Experimental studies on myocardial blood flow and metabolism with special reference to hyperbaric oxygen

McBride, Thomas I (1969) Experimental studies on myocardial blood flow and metabolism with special reference to hyperbaric oxygen. MD thesis, University of Glasgow.

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Abstract

In the last few years there has been a renewal of interest in the use of hyperbaric oxygen as a therapeutic measure. Much work has been published on its use in various clinical situations and efforts have been made to use this mechanism in the treatment of different types of heart disease. It has become increasingly clear however that an understanding of the fundamental changes in myocardial blood flow and metabolism which occur on exposure to high partial pressures of oxygen was lacking. Furthermore, little well documented experimental work was available. It was decided therefore to plan an investigation into the effects of oxygen at high pressure on myocardial blood flow and metabolism. The experimental animal was the dog and the main locus of the work was the Hyperbaric Unit at the Western Infirmary, Glasgow. A brief review is given of the history of investigation of myocardial blood flow and a short summary of the types of methods available for such an investigation. The technique selected for measuring myocardial blood flow utilised the clearance of the radio-active 133Xenon from the myocardium. The theoretical basis of this method is then described and the practical details outlined. The establishment of the method in the laboratory follows. The first experimental work concerned the effect of high partial pressures of oxygen on myocardial blood flow. These experiments were conducted at a pressure of 2 atmospheres absolute. It was shown that an abrupt change of arterial oxygen tension from 100 mm.Hg. (defined as "air equivalent") to 1000 mm.Hg. was associated with a 25% reduction in myocardial blood flow. Although it was thought unlikely that this reduction in flow would be mediated through nervous pathways a series of experiments was devised to investigate this possibility. The change in flow was studied after (a) injections of atropine and propranolol (a beta adrenergic blocking drug), (b) injections of phenoxybenzamine (an alpha blocking drug) and (c) bretylium tosylate (an adrenergic neurone blocking drug). As the reduction in flow or changing from air equivalent to oxygen was maintained after these injections it was concluded that this reduction in flow is not reflexly caused. A direct effect of oxygen on vascular smooth muscle was thought to be responsible. Myocardial oxygen consumption and metabolism were studied during this change from air equivalent to oxygen breathing. The metabolic parameters studied were the extraction of lactate, pyruvate and glucose. Oxygen consumption, lactate consumption and pyruvate consumption were all substantially reduced, No change was noted in the consumption of glucose. The next experimental work concerned the effect of high partial pressures of carbon dioxide on myocardial blood flow and oxygen consumption. This work was performed at normal atmospheric pressure. Raised arterial carton dioxide tension was associated with a rise in myocardial blood flow and a fall in oxygen consumption. Because of these results the effect of high arterial tensions of carbon dioxide combined with hyperbaric oxygen was studied. A further fall in oxygen and substrate metabolism occurred but a substantial increase in myocardial blood flow was noted. It is suggested that carbon dioxide may have a direct vasodilator effect on myocardial vasculature and an indirect effect which may impair cellular metabolism. The final group of experiments concerned the changes which occurred in myocardial flow and metabolism when the change from air equivalent to oxygen was prolonged for 5 hours. The myocardial blood flow fell substantially, oxygen consumption was further reduced and evidence of marked interference with carbohydrate metabolism was found. In addition the expected fall in cardiac output was confirmed and evidence was found of interference with atrio-ventricular conduction in the heart in three cases. These changes all tended to return to normal when administration of air equivalent was resumed. The likelihood of a toxic effect of high partial pressures of oxygen on the myocardium is discussed. Finally a general summary of the results is presented and the clinical and laboratory implications of these studies reviewed.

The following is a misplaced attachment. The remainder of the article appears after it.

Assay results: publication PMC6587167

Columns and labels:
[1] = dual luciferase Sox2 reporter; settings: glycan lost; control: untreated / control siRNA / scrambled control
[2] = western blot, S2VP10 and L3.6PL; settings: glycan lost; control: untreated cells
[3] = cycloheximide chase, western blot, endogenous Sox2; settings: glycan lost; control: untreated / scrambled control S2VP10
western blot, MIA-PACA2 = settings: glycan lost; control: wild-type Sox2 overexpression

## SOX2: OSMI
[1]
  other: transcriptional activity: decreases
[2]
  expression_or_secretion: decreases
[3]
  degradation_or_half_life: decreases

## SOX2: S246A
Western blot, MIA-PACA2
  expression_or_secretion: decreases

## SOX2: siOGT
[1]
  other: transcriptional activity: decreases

Item Type: Thesis (MD)
Qualification Level: Doctoral
Additional Information: Adviser: Iain McA Ledwingham
Keywords: Medicine, Physiology
Date of Award: 1969
Depositing User: Enlighten Team
Unique ID: glathesis:1969-73706
Copyright: Copyright of this thesis is held by the author.
Date Deposited: 14 Jun 2019 08:56
Last Modified: 14 Jun 2019 08:56
URI: http://theses.gla.ac.uk/id/eprint/73706

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